Right turns beyond channelized right turn

A few of us have recently been discussing whether a certain type of turn is legal or not, with differing opinions. I'm hoping someone here might be able to settle the matter.

There are many intersections with a channelized right turn lane, where drivers turning right are separated by a small island from through and/or left turning traffic. Here's an example of one of these intersections:

Obviously, if someone was planning to turn right, they would use the channel at the far right. Now, what if a driver pulled up to the stop line planning to go straight through the intersection, but then changed their mind and wanted to make a right turn. Would it be legal to do so? Does the presence of the channelized right turn lane imply that right turns beyond that point are illegal?

I've seen a few intersections with signage or lane markings explicitly prohibiting right turns in such a situation (or at least implicitly, like an "only straight through" arrow), but most don't have any signage or lane markings prohibiting it. Personally, I always thought it was legal to make a right turn at the intersection. Am I wrong?

Good question!

On the face of it, Section 165 (1) seems cut and dried, as it were:

165  (1) If the driver of a vehicle intends to turn it to the right at an intersection, the driver must cause it to approach the intersection and then make the turn as close as practicable to the right hand curb or edge of the roadway.


Let's get our definition of 'intersection' understood.

"intersection" means the area embraced within the prolongation or connection of the lateral curb lines, or if none, then the lateral boundary lines of the roadways of the 2 highways that join one another at or approximately at right angles, or the area within which vehicles travelling on different highways joining at any other angle may come in conflict;

So we had better know what a 'roadway' is ...

"roadway" means the portion of the highway that is improved, designed or ordinarily used for vehicular traffic, but does not include the shoulder, and if a highway includes 2 or more separate roadways, the term "roadway" refers to any one roadway separately and not to all of them collectively;

... and, of course, a 'highway'

"highway" includes

(a) every highway within the meaning of the Transportation Act,

(b) every road, street, lane or right of way designed or intended for or used by the general public for the passage of vehicles, and

(c) every private place or passageway to which the public, for the purpose of the parking or servicing of vehicles, has access or is invited,

Now I'm pretty darned certain that if you're in the curving roadway with the white arrow pointing you to turn right, you gotta turn right there.

But, is that in fact a separate intersection of two roads meeting from the one a few metres to the left?


Good Answer!

This is a good question for examination.

If your intent to turn right is formed prior to the intersection, you are guided by section 165 and approach close to the right curb. In doing so, you are then bound by the right turn arrow painted on the pavement surface and must turn right.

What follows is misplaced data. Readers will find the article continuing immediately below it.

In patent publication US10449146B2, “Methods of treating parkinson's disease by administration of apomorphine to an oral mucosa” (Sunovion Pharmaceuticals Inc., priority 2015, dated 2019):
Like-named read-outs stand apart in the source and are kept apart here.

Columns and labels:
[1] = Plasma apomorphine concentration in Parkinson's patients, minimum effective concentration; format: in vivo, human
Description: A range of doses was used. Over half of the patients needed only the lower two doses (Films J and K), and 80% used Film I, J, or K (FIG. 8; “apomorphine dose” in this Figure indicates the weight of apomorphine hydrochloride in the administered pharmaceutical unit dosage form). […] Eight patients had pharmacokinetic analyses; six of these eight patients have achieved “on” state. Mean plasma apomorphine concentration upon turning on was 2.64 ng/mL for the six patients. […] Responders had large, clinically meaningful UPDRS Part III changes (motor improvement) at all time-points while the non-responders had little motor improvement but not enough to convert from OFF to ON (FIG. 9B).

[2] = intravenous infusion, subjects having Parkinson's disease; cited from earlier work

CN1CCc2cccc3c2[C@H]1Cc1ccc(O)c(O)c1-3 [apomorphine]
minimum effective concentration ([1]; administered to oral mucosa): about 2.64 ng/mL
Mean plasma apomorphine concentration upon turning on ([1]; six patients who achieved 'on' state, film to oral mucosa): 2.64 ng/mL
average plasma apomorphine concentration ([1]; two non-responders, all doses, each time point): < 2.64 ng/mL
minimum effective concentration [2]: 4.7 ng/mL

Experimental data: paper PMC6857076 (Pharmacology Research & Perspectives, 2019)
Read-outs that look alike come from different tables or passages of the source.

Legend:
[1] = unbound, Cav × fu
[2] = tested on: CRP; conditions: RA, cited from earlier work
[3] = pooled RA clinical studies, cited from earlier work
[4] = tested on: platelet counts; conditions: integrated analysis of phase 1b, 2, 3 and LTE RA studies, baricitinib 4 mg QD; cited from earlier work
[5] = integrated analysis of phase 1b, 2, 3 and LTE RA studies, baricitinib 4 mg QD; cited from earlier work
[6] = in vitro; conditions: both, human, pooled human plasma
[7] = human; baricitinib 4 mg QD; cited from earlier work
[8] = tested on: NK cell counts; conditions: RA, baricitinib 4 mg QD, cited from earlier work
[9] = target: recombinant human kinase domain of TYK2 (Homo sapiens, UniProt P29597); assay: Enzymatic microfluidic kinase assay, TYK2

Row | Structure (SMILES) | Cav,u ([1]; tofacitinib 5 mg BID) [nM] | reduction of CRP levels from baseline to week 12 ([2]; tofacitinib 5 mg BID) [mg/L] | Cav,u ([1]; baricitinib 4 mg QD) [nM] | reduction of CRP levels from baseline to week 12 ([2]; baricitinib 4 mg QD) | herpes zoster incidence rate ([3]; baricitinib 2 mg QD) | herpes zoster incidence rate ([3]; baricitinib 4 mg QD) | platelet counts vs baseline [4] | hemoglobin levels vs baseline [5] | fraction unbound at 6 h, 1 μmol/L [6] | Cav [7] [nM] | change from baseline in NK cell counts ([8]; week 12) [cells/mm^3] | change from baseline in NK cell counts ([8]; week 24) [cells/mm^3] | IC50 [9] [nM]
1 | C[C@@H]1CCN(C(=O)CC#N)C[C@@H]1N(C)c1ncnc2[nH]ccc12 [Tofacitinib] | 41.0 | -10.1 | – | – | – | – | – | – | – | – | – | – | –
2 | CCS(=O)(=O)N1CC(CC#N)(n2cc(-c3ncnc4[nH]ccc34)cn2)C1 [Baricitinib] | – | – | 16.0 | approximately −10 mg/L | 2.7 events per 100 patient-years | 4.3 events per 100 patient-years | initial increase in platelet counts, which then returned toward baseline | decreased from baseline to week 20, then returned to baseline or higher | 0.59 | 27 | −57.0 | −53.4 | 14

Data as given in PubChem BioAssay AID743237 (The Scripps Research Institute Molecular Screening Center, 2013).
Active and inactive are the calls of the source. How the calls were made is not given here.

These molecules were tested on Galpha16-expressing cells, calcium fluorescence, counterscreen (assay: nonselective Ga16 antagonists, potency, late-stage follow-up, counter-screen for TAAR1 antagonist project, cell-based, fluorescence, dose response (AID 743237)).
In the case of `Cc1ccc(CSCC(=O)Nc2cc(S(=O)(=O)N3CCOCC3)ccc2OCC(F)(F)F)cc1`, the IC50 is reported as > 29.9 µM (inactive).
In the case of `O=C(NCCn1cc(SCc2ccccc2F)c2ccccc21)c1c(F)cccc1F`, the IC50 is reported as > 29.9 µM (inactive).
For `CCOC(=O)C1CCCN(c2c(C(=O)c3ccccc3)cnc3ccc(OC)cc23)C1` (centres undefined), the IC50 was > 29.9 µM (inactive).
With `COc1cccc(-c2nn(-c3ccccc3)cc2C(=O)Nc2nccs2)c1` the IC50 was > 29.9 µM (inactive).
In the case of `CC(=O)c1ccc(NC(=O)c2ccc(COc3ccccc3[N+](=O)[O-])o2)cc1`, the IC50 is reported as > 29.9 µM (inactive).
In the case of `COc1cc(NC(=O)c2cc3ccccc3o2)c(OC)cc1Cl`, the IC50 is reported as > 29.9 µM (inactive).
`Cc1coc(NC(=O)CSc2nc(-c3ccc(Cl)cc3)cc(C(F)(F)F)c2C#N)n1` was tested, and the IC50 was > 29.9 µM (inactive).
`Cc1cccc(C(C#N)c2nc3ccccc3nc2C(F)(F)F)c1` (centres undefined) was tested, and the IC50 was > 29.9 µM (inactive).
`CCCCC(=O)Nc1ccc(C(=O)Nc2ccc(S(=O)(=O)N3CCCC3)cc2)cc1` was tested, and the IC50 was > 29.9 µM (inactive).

If your initial intent is to travel straight through, you find yourself in the through lane instead and once past the start of the island separating through and right turn traffic have another curb on your right (curb: an enclosing frame, border, or edging).

So, if your intent changes once you are no longer legally able to move into the right turn lane because you have moved past the entry, your next opportunity to turn right is at the intersection and you can again be as close as possible to the right hand curb to accomplish it.

If there are no signs or markings above or on the through lanes requiring a specific movement, I cannot see where the law prohibits making a safe right turn from this position.

As an aside, I would say that extra caution is required as traffic in the right turn lane probably isn't expecting you to do this and in some phases of the traffic signals may even fail to check for your presence at all.

I suspect that this might be a case of the Motor Vehicle Act not being kept up to date with highway design practice. When originally enacted, I'd bet that right turn lanes like this were not a feature that one found at intersections. Once they became common design, should the legislation have been updated to mandate right turns occurring only from the available right turn lane? I guess that's the next question to think about...


In most cases arrows are painted on the ground at intersections which should simplify the illlegality of the manoeuvre 


At an intersection like that, it would be highly unusual for them to paint white arrows on the dark road surface, to indicate that the 'straight', or through, lanes were mandated to only go straight, or through.

Unlike the arrows painted in the left-turn chute and the right turn channel.

I think we're on the same page with this one.

I also had this thought - give a read to MVA Section 173 Yield Signs, this bit in particular:

(2) Except as provided in section 175, if 2 vehicles approach or enter an intersection from different highways at approximately the same time and there is a yield sign, the driver of a vehicle facing the sign must yield the right of way to all other traffic.

To my mind, this implies that Yield signs will only be placed at intersections (even if it's the intersection of a short highway access ramp and the highway itself).

That being the case, then the place where the Yield sign is placed must in fact be an intersection, in and of itself, and separate from the 'main' intersection where the roads meet at right angles to each other.

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